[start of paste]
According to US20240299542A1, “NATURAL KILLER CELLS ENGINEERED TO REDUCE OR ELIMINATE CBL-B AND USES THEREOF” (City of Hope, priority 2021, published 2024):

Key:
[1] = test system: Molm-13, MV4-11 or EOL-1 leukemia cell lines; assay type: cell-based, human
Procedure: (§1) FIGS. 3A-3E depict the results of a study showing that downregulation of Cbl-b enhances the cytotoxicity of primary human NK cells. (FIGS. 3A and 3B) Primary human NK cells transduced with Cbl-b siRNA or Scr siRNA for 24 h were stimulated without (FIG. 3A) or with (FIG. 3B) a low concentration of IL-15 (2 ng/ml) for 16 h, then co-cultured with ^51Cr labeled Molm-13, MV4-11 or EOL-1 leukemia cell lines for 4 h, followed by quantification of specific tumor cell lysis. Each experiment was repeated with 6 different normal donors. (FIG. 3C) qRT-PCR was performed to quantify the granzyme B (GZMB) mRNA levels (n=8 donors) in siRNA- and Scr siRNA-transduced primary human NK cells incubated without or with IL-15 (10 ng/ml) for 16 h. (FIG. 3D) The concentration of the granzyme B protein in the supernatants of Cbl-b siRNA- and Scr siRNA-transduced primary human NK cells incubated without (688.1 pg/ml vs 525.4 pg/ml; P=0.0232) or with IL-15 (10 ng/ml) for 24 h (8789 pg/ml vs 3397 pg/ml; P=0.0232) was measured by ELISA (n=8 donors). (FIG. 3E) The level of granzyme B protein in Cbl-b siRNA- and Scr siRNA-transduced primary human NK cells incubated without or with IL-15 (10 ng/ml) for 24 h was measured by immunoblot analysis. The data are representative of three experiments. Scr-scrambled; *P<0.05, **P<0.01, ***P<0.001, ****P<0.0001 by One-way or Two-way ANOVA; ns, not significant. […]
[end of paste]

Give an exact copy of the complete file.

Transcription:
According to US20240299542A1, “NATURAL KILLER CELLS ENGINEERED TO REDUCE OR ELIMINATE CBL-B AND USES THEREOF” (City of Hope, priority 2021, published 2024):

Key:
[1] = test system: Molm-13, MV4-11 or EOL-1 leukemia cell lines; assay type: cell-based, human
Procedure: (§1) FIGS. 3A-3E depict the results of a study showing that downregulation of Cbl-b enhances the cytotoxicity of primary human NK cells. (FIGS. 3A and 3B) Primary human NK cells transduced with Cbl-b siRNA or Scr siRNA for 24 h were stimulated without (FIG. 3A) or with (FIG. 3B) a low concentration of IL-15 (2 ng/ml) for 16 h, then co-cultured with ^51Cr labeled Molm-13, MV4-11 or EOL-1 leukemia cell lines for 4 h, followed by quantification of specific tumor cell lysis. Each experiment was repeated with 6 different normal donors. (FIG. 3C) qRT-PCR was performed to quantify the granzyme B (GZMB) mRNA levels (n=8 donors) in siRNA- and Scr siRNA-transduced primary human NK cells incubated without or with IL-15 (10 ng/ml) for 16 h. (FIG. 3D) The concentration of the granzyme B protein in the supernatants of Cbl-b siRNA- and Scr siRNA-transduced primary human NK cells incubated without (688.1 pg/ml vs 525.4 pg/ml; P=0.0232) or with IL-15 (10 ng/ml) for 24 h (8789 pg/ml vs 3397 pg/ml; P=0.0232) was measured by ELISA (n=8 donors). (FIG. 3E) The level of granzyme B protein in Cbl-b siRNA- and Scr siRNA-transduced primary human NK cells incubated without or with IL-15 (10 ng/ml) for 24 h was measured by immunoblot analysis. The data are representative of three experiments. Scr-scrambled; *P<0.05, **P<0.01, ***P<0.001, ****P<0.0001 by One-way or Two-way ANOVA; ns, not significant. […]